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melrose

melrose

melrose Sentence Examples

  • Originally a village built for the accommodation of pilgrims to Melrose Abbey (4 m.

  • In particular, the Roman "North Road" which ran from York through Corbridge and over Cheviot to Newstead near Melrose, and thence to the Wall of Pius, and which has largely been in use ever since Roman times, is now not unfrequently called Watling Street, though there is no old authority for it and throughout the middle ages the section of the road between the Tyne and the Forth was called Dere Street.

  • Berzelius; and ten years later he accepted the office of principal of the university of Edinburgh, the duties of which he discharged until within a few months of his death, which took place at Allerly, Melrose, on the 10th of February 1868.

  • In fulfilment of a vow to visit the Holy Sepulchre, which he could not accomplish in person, Bruce requested Douglas to carry his heart there, but his faithful follower perished on the way, fighting in Spain against the Moors, and the heart of Bruce, recovered by Sir William Keith, found its resting-place at Melrose.

  • According to the extant Lives he was led to take the monastic vows by a vision at the death of bishop Aidan, and the date of his entry at Melrose would be 651.

  • Bede gives a glowing picture of his missionary zeal at Melrose, but in 664 he was transferred to act as prior at Lindisfarne.

  • of Melrose, about equidistant from Melrose and St Boswells stations on the North British railway.

  • According to General William Roy (1726-1790) Trimontium - so called, according to this theory, from the triple Eildon heights - was Old Melrose; other authorities incline to place the station on the northern shore of the Solway Firth.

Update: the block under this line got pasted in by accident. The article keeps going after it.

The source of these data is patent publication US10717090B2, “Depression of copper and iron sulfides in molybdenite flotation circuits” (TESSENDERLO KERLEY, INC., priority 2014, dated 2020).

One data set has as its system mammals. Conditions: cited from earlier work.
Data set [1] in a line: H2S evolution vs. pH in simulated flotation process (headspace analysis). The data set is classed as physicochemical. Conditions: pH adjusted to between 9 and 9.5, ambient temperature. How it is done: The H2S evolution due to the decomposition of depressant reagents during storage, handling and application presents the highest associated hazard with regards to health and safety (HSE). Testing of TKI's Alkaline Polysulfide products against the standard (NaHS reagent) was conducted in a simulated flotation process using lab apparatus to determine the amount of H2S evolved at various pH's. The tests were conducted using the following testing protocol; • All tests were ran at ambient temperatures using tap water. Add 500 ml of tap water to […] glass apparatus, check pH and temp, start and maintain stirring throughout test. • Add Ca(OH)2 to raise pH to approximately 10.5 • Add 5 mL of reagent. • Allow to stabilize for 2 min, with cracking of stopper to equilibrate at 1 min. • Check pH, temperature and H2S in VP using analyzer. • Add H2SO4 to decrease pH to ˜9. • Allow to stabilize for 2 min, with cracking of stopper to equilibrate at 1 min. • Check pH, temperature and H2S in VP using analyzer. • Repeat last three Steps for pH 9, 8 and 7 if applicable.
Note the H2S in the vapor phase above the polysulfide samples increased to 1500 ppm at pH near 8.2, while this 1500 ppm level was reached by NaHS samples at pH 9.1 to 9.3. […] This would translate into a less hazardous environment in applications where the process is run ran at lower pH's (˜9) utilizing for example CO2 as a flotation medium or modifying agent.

• of Melrose, marks the spot where the Fairy Queen led him into her realms in the heart of the hills.

  • of Melrose, Roxburghshire, Scotland, and nearly 1 m.

  • A certain king, Alchfrith, is said to have given the site of the town to Eata, abbot of Melrose, to found a monastery, but before it was completed Eata was deposed for refusing to celebrate Easter according to the Roman usage, and St Wilfrid was appointed the first abbot.

  • One, known in medieval times as Dere Street and misnamed Watling Street by modern antiquaries, ran from Corbridge on the Tyne past Otterburn, crossed Cheviot near Makendon Camps, and passed by an important fort at Newstead near Melrose, and another at Inveresk (outside of Edinburgh), to the eastern end of the wall.

  • In Scotland excavation has been more active, in particular at the forts of Birrens, Newstead near Melrose, Lyne near Peebles, Ardoch between Stirling and Perth, and Castle Cary, Rough Castle and Bar Hill on the wall of Pius.

  • of Melrose.

  • MELROSE, a city of Middlesex county, Massachusetts, U.S.A., about 7 m.

  • of broken, hilly country, in which is a part of the state park of Middlesex Fells; it includes the villages of Melrose, Melrose Highlands, Wyoming and Fells.

  • The principal products are rubber shoes (at the village of Fells), skirts (at the village of Wyoming), and leather and silverware (at Melrose Highlands).

  • The water supply of Melrose, like that of Stoneham and of Medford, is derived from the metropolitan reservoir called Spot Pond in Stoneham, immediately west of Melrose.

  • 2, "Melrose," by E.

  • Melrose was settled about 1633, and was a part of Charlestown until 1649, and of Malden until 1850.

  • The name is said to be due to a resemblance of the scenery to that of Melrose, Scotland.

  • Melrose, Scotland >>

  • MELROSE, a police burgh of Roxburghshire, Scotland.

  • In consequence of the beauty of its situation between the Eildons and the Tweed, the literary and historical associations of the district, and the famous ruin of Melrose Abbey, the town has become residential and a holiday resort.

  • The original Columban monastery was founded in the 7th century at Old Melrose, about 22 m.